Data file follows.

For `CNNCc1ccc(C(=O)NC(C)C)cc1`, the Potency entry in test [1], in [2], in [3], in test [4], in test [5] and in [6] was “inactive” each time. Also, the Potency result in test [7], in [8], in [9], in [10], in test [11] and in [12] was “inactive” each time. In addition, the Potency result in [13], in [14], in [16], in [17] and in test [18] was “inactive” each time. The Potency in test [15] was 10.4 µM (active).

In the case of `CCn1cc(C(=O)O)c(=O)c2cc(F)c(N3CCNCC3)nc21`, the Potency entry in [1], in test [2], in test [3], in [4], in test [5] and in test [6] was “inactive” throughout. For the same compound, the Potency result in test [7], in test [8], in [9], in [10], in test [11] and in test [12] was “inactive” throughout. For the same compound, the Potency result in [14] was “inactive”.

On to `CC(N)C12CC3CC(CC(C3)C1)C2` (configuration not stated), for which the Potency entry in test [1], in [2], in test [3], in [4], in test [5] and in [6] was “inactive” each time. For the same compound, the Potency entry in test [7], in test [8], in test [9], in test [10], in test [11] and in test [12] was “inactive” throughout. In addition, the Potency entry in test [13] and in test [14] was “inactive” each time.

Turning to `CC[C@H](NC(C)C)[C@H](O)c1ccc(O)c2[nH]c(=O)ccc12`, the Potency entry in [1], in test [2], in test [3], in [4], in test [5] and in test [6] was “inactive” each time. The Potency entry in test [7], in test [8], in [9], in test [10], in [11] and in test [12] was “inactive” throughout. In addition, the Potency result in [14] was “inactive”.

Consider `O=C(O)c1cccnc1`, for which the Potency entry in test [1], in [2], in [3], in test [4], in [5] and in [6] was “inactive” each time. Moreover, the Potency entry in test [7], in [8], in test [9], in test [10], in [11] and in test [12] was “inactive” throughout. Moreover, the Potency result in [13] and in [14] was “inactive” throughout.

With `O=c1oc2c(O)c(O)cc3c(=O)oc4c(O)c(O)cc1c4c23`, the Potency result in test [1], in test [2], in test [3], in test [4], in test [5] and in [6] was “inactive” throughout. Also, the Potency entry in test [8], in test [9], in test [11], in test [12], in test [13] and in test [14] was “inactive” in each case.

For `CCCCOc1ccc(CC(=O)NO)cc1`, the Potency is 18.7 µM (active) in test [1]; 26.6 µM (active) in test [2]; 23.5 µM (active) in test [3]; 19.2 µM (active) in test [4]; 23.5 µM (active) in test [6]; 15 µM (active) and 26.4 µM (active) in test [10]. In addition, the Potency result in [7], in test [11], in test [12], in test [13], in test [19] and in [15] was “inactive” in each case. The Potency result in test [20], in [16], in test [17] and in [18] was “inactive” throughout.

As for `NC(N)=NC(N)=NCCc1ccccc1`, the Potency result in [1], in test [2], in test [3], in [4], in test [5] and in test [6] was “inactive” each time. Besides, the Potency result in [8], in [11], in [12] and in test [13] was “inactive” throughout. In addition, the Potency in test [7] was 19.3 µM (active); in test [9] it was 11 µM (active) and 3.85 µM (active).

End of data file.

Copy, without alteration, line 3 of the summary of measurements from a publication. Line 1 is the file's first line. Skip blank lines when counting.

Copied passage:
On to `CC(N)C12CC3CC(CC(C3)C1)C2` (configuration not stated), for which the Potency entry in test [1], in [2], in test [3], in [4], in test [5] and in [6] was “inactive” each time. For the same compound, the Potency entry in test [7], in test [8], in test [9], in test [10], in test [11] and in test [12] was “inactive” throughout. In addition, the Potency entry in test [13] and in test [14] was “inactive” each time.